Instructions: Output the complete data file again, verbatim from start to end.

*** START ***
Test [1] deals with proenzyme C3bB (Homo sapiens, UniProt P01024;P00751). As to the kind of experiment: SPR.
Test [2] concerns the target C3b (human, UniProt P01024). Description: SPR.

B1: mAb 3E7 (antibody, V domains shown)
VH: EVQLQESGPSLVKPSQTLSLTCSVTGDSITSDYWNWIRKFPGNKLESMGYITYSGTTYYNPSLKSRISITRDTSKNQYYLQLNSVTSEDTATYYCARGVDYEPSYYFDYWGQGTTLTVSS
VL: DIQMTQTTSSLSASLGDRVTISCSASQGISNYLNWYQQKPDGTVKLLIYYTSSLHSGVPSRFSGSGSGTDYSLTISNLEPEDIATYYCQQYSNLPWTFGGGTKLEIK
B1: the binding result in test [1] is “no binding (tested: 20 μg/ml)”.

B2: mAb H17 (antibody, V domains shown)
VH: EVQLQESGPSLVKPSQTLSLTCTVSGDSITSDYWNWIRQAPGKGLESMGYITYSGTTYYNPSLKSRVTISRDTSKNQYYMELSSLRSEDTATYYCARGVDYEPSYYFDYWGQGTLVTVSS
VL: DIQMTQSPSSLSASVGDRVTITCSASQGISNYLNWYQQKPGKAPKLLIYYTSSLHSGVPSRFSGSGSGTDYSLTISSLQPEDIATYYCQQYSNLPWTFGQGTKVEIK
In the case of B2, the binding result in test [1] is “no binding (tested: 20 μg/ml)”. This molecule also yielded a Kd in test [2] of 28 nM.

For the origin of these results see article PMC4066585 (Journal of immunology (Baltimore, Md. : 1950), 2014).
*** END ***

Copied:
Test [1] deals with proenzyme C3bB (Homo sapiens, UniProt P01024;P00751). As to the kind of experiment: SPR.
Test [2] concerns the target C3b (human, UniProt P01024). Description: SPR.

B1: mAb 3E7 (antibody, V domains shown)
VH: EVQLQESGPSLVKPSQTLSLTCSVTGDSITSDYWNWIRKFPGNKLESMGYITYSGTTYYNPSLKSRISITRDTSKNQYYLQLNSVTSEDTATYYCARGVDYEPSYYFDYWGQGTTLTVSS
VL: DIQMTQTTSSLSASLGDRVTISCSASQGISNYLNWYQQKPDGTVKLLIYYTSSLHSGVPSRFSGSGSGTDYSLTISNLEPEDIATYYCQQYSNLPWTFGGGTKLEIK
B1: the binding result in test [1] is “no binding (tested: 20 μg/ml)”.

B2: mAb H17 (antibody, V domains shown)
VH: EVQLQESGPSLVKPSQTLSLTCTVSGDSITSDYWNWIRQAPGKGLESMGYITYSGTTYYNPSLKSRVTISRDTSKNQYYMELSSLRSEDTATYYCARGVDYEPSYYFDYWGQGTLVTVSS
VL: DIQMTQSPSSLSASVGDRVTITCSASQGISNYLNWYQQKPGKAPKLLIYYTSSLHSGVPSRFSGSGSGTDYSLTISSLQPEDIATYYCQQYSNLPWTFGQGTKVEIK
In the case of B2, the binding result in test [1] is “no binding (tested: 20 μg/ml)”. This molecule also yielded a Kd in test [2] of 28 nM.

For the origin of these results see article PMC4066585 (Journal of immunology (Baltimore, Md. : 1950), 2014).